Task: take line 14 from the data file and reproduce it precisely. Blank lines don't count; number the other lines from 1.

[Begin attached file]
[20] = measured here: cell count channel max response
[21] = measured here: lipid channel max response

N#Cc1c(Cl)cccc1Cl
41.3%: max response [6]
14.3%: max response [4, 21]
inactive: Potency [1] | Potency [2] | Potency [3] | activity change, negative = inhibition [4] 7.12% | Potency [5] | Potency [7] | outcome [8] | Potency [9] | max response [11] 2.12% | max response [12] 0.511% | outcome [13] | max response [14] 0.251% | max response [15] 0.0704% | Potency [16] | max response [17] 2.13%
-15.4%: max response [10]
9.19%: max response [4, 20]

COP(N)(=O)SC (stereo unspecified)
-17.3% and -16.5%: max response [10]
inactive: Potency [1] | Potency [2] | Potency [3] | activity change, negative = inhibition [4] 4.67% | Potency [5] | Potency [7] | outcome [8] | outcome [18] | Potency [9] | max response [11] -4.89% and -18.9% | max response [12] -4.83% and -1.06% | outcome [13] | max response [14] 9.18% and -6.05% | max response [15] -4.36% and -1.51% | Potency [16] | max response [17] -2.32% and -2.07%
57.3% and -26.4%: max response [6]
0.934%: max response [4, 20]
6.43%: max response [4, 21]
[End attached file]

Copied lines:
6.43%: max response [4, 21]